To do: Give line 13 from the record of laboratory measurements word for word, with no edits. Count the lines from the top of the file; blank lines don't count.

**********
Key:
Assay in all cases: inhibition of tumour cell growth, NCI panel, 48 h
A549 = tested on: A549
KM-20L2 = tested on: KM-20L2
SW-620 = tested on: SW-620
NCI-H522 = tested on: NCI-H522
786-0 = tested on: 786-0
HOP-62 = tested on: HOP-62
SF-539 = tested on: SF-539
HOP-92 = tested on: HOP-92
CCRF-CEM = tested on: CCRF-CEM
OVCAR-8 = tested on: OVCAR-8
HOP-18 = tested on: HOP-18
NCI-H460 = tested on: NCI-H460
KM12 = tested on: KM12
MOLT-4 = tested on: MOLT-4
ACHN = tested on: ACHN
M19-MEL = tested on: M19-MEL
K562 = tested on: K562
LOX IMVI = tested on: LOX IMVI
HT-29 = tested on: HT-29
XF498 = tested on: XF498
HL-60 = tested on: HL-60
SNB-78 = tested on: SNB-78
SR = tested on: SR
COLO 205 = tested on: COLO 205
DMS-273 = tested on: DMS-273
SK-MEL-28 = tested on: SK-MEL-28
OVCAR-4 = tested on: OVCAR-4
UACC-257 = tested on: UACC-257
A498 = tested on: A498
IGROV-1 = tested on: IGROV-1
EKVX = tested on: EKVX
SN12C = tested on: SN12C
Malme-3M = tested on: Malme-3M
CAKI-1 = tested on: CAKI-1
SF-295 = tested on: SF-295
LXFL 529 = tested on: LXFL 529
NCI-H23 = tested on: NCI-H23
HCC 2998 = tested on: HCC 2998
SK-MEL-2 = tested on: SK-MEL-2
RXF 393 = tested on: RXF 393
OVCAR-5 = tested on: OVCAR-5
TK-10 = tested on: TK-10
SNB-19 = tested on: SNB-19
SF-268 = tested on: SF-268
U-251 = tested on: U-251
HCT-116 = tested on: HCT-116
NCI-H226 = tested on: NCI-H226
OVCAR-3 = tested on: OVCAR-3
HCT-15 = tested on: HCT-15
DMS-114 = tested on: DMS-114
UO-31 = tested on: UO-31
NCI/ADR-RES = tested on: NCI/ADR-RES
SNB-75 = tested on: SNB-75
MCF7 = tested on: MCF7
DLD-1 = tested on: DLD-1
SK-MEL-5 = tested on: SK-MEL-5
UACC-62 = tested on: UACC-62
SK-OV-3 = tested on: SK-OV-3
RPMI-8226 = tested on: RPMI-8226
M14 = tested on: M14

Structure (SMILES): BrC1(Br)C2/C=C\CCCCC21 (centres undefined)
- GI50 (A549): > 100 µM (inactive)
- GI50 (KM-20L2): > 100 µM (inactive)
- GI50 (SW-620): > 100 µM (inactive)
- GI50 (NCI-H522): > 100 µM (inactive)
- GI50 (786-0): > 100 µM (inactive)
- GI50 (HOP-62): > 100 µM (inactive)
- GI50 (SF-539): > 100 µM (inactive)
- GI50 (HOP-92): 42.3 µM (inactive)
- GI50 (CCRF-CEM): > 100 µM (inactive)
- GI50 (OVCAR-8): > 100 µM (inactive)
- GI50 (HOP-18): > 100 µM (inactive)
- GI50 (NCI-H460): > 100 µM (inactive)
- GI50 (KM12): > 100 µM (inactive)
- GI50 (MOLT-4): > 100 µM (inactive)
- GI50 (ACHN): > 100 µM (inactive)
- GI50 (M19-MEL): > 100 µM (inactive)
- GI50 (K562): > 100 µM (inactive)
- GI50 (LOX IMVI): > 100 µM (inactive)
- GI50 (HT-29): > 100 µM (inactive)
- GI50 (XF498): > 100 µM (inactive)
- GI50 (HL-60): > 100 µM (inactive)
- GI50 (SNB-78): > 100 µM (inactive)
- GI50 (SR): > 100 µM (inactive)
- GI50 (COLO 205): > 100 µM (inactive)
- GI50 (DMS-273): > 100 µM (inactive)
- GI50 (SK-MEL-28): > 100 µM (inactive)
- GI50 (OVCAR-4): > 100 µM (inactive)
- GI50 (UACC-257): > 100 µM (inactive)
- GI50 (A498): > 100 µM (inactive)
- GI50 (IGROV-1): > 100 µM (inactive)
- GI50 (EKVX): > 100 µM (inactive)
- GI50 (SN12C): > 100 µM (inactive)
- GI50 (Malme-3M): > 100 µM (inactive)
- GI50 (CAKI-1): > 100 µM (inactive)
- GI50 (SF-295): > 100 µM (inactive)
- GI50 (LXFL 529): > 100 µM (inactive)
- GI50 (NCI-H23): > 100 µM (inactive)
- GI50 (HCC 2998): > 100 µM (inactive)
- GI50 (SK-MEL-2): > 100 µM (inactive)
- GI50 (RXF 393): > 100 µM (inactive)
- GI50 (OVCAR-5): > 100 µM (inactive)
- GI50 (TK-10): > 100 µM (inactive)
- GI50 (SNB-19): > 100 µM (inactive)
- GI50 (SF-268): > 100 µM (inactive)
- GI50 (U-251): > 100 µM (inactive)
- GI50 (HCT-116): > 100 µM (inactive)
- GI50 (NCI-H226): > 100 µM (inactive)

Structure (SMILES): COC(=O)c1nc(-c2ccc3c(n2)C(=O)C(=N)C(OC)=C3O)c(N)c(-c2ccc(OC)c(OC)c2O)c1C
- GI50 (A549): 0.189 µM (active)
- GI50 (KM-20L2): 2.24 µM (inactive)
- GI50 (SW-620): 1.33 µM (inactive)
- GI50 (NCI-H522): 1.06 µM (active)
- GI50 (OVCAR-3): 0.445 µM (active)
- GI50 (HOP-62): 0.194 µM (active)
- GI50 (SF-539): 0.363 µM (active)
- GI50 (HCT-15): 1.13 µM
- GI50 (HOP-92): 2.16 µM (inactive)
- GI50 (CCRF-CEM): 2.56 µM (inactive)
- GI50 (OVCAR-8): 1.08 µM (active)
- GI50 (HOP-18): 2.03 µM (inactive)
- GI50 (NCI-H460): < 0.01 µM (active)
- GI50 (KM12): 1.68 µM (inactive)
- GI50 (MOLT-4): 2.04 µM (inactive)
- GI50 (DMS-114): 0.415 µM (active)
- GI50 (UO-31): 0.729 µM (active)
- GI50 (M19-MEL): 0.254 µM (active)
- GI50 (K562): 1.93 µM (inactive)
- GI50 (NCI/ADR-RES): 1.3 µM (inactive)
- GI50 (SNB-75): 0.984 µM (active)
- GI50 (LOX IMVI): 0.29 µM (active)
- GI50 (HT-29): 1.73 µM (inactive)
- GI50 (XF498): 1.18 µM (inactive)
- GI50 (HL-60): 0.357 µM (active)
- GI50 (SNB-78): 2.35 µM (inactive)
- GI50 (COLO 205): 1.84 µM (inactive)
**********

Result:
HOP-18 = tested on: HOP-18